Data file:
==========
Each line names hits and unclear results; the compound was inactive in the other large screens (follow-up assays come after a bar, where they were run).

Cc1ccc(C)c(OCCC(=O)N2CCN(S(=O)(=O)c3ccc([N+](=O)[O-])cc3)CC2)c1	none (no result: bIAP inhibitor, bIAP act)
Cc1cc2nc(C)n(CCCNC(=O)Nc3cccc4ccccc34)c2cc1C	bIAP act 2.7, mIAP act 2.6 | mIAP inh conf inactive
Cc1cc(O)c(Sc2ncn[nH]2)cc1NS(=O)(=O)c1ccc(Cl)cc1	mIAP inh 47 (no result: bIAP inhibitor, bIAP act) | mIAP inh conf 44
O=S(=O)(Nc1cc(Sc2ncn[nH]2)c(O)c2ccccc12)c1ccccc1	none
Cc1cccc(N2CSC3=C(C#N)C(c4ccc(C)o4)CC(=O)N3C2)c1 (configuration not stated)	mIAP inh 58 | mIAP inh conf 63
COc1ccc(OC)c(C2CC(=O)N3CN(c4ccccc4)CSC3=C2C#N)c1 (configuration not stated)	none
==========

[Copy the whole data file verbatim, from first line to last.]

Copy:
Each line names hits and unclear results; the compound was inactive in the other large screens (follow-up assays come after a bar, where they were run).

Cc1ccc(C)c(OCCC(=O)N2CCN(S(=O)(=O)c3ccc([N+](=O)[O-])cc3)CC2)c1	none (no result: bIAP inhibitor, bIAP act)
Cc1cc2nc(C)n(CCCNC(=O)Nc3cccc4ccccc34)c2cc1C	bIAP act 2.7, mIAP act 2.6 | mIAP inh conf inactive
Cc1cc(O)c(Sc2ncn[nH]2)cc1NS(=O)(=O)c1ccc(Cl)cc1	mIAP inh 47 (no result: bIAP inhibitor, bIAP act) | mIAP inh conf 44
O=S(=O)(Nc1cc(Sc2ncn[nH]2)c(O)c2ccccc12)c1ccccc1	none
Cc1cccc(N2CSC3=C(C#N)C(c4ccc(C)o4)CC(=O)N3C2)c1 (configuration not stated)	mIAP inh 58 | mIAP inh conf 63
COc1ccc(OC)c(C2CC(=O)N3CN(c4ccccc4)CSC3=C2C#N)c1 (configuration not stated)	none